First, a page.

Like in the old times when the empires were trying to expand their territories, in the world of entertainment big companies want to conquer more audiences and consumers. The changes in social behavior and technology don’t seem necessarily to lower the barriers of entry into global markets. This is the case of Netflix, which as many conquerors in the history, now is trying to expand its limits adding the European market to its scope.
Netflix is already operating in the UK, in some Nordic countries and in the Netherlands. The next logic move seems the launching of Netflix services into the most important markets in Eastern, Central and Southern Europe. Before that, there are many questions that should be answered:
- How much money does Netflix have to invest in this quest?
- How challenging will it be to face a region with different culture, languages, income per capita and other important factors?
- Is all of Europe technologically ready for the introduction of Netflix?
Due to the fact that Netflix should make a law and rights plan in a “Territory by Territory” basis, the key question seems to be WHERE to start?
The answer for most of the analysts is that France should be the first country to attack thanks to its film culture, its economy and its importance in Europe. In reality, the French market represents the No.1 challenge for the American company. Factors such as the high VAT rate (19.6%) for this kind of services, the high competition they have to face from companies such as Canal+’s service Canal play infinity and Wild Bunch’s Filmo TV will be a barriers into the Gaul’s market. Another important fact is that French market is from where Netflix obtains its European film content and still has a display window law that forces to delay 36 months the release of these content for SVOD services. If this were not enough, VOD companies with more than 10 million in revenues per year must reinvest the 15% in European movies and 12% for French movies.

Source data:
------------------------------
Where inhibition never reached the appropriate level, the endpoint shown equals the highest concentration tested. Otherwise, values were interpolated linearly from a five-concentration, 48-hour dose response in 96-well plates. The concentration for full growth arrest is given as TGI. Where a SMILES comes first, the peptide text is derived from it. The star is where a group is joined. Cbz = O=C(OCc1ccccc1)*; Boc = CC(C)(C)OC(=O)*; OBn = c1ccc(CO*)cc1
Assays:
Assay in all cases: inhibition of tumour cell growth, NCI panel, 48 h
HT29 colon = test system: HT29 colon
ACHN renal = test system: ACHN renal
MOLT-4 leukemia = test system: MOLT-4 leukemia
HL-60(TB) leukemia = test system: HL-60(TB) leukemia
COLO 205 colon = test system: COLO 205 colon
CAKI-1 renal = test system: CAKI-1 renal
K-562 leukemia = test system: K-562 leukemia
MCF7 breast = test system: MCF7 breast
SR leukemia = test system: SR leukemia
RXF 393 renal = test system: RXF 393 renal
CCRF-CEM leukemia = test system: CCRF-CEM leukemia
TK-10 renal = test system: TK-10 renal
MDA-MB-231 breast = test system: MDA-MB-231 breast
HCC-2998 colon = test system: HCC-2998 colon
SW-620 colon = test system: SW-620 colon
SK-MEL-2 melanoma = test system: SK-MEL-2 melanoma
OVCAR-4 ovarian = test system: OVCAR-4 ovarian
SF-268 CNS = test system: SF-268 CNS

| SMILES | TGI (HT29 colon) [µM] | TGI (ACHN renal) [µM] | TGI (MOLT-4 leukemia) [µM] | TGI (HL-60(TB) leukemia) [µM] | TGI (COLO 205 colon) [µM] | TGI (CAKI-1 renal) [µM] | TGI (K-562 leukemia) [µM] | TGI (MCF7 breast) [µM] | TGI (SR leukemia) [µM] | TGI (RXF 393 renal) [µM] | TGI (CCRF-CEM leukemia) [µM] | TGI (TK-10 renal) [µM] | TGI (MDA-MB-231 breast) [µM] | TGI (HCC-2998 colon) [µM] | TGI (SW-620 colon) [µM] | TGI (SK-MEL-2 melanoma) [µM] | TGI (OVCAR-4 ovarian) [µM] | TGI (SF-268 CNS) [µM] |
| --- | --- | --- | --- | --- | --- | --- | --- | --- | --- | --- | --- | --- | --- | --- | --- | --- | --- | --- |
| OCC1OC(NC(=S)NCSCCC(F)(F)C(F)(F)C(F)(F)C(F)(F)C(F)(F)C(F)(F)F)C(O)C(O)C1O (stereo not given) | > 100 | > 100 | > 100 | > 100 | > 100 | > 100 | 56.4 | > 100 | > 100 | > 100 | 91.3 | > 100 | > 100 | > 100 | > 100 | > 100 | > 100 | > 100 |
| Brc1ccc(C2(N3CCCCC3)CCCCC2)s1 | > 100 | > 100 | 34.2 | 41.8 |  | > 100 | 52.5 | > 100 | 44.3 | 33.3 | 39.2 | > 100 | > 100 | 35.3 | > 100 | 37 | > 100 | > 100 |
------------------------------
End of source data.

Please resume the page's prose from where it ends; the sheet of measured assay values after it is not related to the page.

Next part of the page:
The economic crisis and high incidence of piracy are factors that affect country markets in Eastern and Southern Europe. Internet consumers from countries like Russia and Poland in the East or Spain and Portugal in the south, have high incidence in illegal content and unauthorized sites.
Another important question is whether Europe is technologically ready for Netflix.
Believe it or not, there are countries like Italy where only 55% of the population has a good broadband service. The media in the rest of Europe is 72%. In most of the country the Internet service speed is as bad as 4 mbps while in UK it is 7-8 mbps.
In conclusion, although Netflix is a very strong company it seems that this is not the best time for the company’s D-day move. Especially after knowing that its economic situation is not strong enough due to the debt of $500 million it is already carrying and the $400 million they should need for investment in Europe. Let’s see in the future months what will be the end of the European version of an “American dream film”.